Definition of 'Make-Or-Buy Decision'
The act of choosing between manufacturing a product in-house or purchasing it from an external supplier. In a make-or-buy decision, the two most important factors to consider are cost and availability of production capacity. An enterprise may decide to purchase the product rather than producing it, if is cheaper to buy than make or if it does not have sufficient production capacity to produce it in-house. With the phenomenal surge in global outsourcing over the past decades, the make-or-buy decision is one that managers have to grapple with very frequently. 'Make-Or-Buy Decision'
Factors that may influence a firm's decision to buy a part rather than produce it internally include lack of in-house expertise, small volume requirements, desire for multiple sourcing, and the fact that the item may not be critical to its strategy. Similarly, factors that may tilt a firm towards making an item in-house include existing idle production capacity, better quality control or proprietary technology that needs to be protected.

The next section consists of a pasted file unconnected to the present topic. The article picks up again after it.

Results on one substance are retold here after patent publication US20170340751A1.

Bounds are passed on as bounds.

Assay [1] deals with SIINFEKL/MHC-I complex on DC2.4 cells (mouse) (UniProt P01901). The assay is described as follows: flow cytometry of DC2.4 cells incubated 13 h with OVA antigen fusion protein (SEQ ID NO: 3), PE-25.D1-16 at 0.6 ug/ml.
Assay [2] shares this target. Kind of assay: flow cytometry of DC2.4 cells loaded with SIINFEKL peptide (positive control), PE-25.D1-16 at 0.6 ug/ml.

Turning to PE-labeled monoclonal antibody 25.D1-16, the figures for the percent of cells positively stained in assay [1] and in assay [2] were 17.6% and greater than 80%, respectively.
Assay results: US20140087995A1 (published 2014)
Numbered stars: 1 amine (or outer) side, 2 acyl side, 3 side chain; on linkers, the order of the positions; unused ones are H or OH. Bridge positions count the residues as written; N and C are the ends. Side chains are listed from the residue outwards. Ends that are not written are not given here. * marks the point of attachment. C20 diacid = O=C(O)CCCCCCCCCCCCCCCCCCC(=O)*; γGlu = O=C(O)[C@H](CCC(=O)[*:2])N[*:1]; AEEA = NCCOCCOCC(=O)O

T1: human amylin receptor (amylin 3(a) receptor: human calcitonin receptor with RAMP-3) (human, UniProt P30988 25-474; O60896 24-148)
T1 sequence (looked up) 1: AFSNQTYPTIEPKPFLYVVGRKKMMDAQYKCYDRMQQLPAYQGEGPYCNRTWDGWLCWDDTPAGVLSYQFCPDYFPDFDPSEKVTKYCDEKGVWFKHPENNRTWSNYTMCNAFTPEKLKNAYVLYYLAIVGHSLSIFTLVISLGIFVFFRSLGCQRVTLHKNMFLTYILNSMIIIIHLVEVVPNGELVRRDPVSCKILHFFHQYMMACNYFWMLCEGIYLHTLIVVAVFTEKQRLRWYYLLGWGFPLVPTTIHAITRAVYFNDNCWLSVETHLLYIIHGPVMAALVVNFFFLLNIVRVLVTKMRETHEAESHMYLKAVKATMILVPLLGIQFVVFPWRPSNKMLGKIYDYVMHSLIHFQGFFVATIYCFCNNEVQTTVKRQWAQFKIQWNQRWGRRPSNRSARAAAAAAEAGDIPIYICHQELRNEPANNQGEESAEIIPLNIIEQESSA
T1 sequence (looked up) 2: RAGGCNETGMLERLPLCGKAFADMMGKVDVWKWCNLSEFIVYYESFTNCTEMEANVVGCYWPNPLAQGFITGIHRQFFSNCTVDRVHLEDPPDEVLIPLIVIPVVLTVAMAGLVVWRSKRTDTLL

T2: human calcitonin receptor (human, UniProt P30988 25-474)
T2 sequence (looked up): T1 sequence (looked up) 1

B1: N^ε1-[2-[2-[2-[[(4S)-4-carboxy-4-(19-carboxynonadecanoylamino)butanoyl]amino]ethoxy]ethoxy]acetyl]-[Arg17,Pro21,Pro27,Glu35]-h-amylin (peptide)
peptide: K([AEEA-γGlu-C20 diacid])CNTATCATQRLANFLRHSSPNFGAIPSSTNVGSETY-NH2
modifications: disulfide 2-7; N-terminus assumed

Are you outsourcing enough? This was one of the main questions asked by management consultants during the outsourcing boom. Outsourcing was viewed as one of the best ways of getting things done for a fraction of the original cost. Outsourcing is closely related to make or buy decision. The corporations made decisions on what to make internally and what to buy from outside in order to maximize the profit margins. As a result of this, the organizational functions were divided into segments and some of those functions were outsourced to expert companies who can do the same job for much less cost. Make or buy decision is always a valid concept in business. No organization should attempt to make something by their own, when they stand the opportunity to buy the same for much less price. This is why most of the electronic items manufactured and software systems developed in the...